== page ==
Benefits of 100% lime plaster: Lime plaster has been "green" since its conception because its just limestone. Even the process of making plaster from limestone is green. Because lime is caustic it resists mold, mildew and bacterias from growing on its surface. Its flexible enough that it doesn't have the cracking problems that plasters and stucco created with cement have. It draws CO2 form the air when its drying and is breathable. Some plasters are labeled "lime based". This can be anywhere from 10% to 99%. A plaster with only 10% is not going to have the same benefits as a 100% plaster.

Drawback of 100% Lime Plaster: The skill of correctly applying lime plaster takes training and practice

FAUX FINISH: Faux just means fake in French. Before fine finish plasters were readily available, artists used paints and glazes to emulate the look of a real plaster. So a wall with a plaster finish isn't a faux finish, its a real finish. But to confuse things, artists use real plasters in such a way to create an old world look which would be a faux old wall.

nap 12-09-2009 02:31 PM

Great info Plaster Ayn.

this link:


Veneziano Photo
doesn't appear to be working.:(

other than that, very good:thumbup:

user1007 12-12-2009 06:31 PM

Love it. Thanks.

Cannot use a lot of it over drywall though. Too bad we don't sculpt real walls anymore?

Plaster Ayn 12-14-2009 02:58 PM

We do it over dry wall all of the time. Real plaster walls are far and few between in Ca.

stuart45 12-14-2009 03:19 PM

This may be of some interest.

Plaster Ayn 12-16-2009 01:00 PM

I guess the guy in the video doesn't need any of the pesky molds!

Allnewtoday 04-09-2010 03:39 PM


Originally Posted by Plaster Ayn (Post 366652)
We do it over dry wall all of the time. Real plaster walls are far and few between in Ca.

be lucky, I live in Rochester, NY and all cheap apartments still have plaster walls. If you want shelves, pics, paintings, it's crap to nail or screw into. it's great over drywall though! makes a "old fashioned" finish which I'm doing in the 1920 colonial I just bought.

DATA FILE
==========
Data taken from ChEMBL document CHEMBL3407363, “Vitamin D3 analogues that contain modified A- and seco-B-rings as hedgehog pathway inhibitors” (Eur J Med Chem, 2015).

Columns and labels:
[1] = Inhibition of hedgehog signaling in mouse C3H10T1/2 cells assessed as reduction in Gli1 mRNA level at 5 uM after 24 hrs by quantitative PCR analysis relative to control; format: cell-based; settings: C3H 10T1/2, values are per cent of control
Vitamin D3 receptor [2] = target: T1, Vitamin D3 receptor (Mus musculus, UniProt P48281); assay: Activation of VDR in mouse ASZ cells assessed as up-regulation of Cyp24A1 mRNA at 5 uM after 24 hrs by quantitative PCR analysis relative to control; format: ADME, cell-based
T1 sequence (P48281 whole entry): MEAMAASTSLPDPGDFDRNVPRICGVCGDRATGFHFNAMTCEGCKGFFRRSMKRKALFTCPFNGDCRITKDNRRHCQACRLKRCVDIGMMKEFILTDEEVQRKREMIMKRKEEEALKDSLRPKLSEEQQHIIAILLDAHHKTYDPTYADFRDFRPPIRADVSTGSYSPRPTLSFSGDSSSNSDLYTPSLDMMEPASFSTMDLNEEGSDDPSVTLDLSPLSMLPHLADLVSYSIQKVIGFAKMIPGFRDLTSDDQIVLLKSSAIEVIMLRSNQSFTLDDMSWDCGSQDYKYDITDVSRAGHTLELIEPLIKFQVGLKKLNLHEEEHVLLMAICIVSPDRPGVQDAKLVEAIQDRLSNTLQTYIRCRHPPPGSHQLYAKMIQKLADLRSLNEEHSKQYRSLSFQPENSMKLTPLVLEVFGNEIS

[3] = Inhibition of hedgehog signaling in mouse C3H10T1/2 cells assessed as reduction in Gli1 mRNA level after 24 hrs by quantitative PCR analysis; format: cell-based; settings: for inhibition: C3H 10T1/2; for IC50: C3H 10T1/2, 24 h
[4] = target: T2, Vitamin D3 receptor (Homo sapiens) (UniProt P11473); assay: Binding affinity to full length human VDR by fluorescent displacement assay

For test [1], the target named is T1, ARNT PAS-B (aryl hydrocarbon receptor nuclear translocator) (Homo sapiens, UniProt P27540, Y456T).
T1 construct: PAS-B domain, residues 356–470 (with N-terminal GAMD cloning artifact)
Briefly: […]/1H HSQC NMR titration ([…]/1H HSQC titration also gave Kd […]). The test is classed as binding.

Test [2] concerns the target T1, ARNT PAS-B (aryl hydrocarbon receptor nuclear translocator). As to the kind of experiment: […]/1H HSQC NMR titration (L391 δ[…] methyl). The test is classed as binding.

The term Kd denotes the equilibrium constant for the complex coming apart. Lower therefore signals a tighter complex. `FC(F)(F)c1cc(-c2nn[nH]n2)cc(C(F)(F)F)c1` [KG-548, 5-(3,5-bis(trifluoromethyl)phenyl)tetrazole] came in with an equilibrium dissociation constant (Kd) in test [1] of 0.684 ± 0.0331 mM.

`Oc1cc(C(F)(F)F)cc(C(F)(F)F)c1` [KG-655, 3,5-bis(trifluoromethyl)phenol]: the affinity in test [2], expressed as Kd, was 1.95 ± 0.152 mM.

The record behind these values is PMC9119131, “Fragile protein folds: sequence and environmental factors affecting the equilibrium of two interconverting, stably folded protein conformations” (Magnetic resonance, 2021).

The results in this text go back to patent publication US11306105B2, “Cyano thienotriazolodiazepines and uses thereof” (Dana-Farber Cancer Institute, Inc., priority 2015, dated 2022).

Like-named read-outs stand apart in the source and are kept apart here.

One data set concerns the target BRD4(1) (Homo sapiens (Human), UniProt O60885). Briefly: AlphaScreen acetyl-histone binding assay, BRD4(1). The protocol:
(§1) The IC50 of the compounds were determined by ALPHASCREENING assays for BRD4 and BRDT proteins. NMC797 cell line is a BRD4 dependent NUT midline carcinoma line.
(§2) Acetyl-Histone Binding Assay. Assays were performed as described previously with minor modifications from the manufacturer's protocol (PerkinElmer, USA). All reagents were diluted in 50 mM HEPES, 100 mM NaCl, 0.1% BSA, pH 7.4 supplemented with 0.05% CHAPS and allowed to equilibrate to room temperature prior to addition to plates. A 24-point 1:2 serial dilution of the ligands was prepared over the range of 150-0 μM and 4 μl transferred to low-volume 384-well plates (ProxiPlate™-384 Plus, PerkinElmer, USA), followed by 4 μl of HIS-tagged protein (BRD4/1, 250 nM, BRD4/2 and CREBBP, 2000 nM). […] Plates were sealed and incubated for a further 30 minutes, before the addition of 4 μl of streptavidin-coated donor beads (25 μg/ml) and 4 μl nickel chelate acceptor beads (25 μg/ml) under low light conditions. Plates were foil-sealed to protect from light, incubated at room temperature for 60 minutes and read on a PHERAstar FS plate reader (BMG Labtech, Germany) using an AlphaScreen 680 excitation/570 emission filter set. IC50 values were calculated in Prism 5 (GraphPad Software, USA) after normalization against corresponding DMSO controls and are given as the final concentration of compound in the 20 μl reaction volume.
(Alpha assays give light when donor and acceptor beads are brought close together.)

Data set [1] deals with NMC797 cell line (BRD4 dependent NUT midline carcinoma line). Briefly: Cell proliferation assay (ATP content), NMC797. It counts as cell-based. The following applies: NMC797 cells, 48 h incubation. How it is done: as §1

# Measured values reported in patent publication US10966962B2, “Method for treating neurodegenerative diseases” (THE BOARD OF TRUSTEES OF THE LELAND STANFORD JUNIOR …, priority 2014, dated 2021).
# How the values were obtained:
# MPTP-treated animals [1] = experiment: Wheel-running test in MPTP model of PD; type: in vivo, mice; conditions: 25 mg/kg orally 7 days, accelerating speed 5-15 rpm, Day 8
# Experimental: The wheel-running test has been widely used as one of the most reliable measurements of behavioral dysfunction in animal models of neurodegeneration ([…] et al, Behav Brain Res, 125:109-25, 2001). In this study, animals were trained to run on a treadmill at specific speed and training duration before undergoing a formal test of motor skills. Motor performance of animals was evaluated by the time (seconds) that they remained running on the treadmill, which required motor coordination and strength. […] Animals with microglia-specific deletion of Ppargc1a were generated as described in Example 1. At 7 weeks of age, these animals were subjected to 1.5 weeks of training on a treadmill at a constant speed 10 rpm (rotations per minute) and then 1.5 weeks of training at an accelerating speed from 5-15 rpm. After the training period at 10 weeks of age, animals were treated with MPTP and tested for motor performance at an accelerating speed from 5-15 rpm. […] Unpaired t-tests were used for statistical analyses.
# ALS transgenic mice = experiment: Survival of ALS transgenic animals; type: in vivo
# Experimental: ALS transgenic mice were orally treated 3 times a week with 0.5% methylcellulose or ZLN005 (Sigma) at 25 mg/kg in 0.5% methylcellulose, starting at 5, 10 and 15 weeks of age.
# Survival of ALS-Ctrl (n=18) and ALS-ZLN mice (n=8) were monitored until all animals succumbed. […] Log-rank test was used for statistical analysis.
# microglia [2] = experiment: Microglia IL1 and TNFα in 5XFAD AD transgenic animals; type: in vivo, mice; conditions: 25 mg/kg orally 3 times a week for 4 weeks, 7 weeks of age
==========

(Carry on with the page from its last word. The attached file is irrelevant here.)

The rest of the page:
Plaster Ayn 04-09-2010 04:49 PM

Cheap apartments are going to be done with cheap materials. I friend of mine, much closer to you, is a distributor of Safra plasters which are my favorite. If you need some high quality material (same price as all of the rest) ---Deb
We just finished a large house where some of the walls were "real" plaster and most drywall. If you get very close and copmare, the finishes differ in appearance. The grit of the "real" plaster added a tiny dot element not found on the drywall walls.

caveham 04-30-2010 12:18 PM


Originally Posted by Plaster Ayn (Post 364101)
.... In the US, you and I could throw paint, lime, and gypsum in a bucket and market it as Venetian Plaster. ....

A few years ago I was going to have a venetian plaster friend of mine do my home overseas. This dude had a formula for his own mix putting together calcium carbonate, celumitil celulosa, pine oil, pigments, latecol, acronal etc etc.

The work that guy did was amazing, no brand name bs. I think the price for a gallon of the products on the market he could buy nearly 5x coverage in chemicals he used, but, it was allot more labor intensive.

Now that I goto repaint my house I'd like to get ahold of a recipe or something as that guy moved out of the country and I lost his #.

BarcelonaGuy 06-30-2010 07:35 PM

Hello Ayn
Just wanted to thank you for turning me on to this community. It appears to be inhabited by many people with similar interests.

I hope we can share with them some insights and advice on decorative painting, stenciling, venetian plaster and who knows what else.

Ayn really knows her stuff, (so do I )

Take care girl. Barcelonaguy ( Luis )

caveham 06-30-2010 11:26 PM

this link IMO, is informative